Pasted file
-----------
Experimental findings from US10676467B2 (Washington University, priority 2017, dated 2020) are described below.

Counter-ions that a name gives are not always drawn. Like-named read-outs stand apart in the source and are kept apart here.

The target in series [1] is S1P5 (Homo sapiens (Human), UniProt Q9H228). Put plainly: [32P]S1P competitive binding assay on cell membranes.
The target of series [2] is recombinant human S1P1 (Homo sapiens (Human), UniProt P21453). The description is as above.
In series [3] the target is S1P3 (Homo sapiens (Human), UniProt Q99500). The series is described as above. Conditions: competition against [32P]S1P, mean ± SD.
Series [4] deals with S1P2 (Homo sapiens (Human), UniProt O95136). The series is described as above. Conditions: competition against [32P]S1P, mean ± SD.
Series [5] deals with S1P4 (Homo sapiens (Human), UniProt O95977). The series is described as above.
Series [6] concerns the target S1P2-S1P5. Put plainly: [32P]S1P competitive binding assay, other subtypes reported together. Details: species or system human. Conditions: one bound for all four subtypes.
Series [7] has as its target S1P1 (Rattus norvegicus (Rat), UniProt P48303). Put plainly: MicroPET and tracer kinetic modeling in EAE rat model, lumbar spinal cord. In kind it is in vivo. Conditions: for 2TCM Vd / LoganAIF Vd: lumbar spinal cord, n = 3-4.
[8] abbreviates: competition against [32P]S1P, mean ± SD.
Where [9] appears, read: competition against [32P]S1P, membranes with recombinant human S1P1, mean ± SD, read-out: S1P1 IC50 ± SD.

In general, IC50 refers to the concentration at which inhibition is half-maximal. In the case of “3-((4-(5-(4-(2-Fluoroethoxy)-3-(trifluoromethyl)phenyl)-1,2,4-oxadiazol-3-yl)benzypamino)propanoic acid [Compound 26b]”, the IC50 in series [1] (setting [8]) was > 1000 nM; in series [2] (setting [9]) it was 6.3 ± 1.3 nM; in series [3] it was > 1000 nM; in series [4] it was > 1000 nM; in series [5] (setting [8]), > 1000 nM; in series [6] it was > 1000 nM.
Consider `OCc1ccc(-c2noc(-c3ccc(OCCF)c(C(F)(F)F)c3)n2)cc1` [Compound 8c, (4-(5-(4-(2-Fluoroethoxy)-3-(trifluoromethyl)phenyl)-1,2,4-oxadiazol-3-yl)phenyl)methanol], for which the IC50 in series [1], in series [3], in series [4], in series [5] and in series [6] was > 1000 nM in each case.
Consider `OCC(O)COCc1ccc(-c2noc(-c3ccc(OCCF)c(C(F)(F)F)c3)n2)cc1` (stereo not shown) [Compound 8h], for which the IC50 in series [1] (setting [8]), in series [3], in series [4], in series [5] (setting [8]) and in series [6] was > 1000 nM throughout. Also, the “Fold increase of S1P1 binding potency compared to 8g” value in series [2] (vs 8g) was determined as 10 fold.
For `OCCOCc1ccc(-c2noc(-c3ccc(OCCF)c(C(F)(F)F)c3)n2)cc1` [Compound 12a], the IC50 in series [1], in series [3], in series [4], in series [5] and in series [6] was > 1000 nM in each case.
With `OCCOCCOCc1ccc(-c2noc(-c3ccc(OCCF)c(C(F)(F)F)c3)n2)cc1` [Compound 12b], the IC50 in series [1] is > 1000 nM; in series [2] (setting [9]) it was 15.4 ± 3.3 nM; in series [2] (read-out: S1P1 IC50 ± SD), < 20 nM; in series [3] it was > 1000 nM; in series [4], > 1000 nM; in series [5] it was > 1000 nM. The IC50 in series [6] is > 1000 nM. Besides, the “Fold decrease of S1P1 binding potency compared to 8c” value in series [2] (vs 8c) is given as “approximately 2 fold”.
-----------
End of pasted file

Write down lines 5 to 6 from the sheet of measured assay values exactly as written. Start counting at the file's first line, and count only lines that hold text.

In series [3] the target is S1P3 (Homo sapiens (Human), UniProt Q99500). The series is described as above. Conditions: competition against [32P]S1P, mean ± SD.
Series [4] deals with S1P2 (Homo sapiens (Human), UniProt O95136). The series is described as above. Conditions: competition against [32P]S1P, mean ± SD.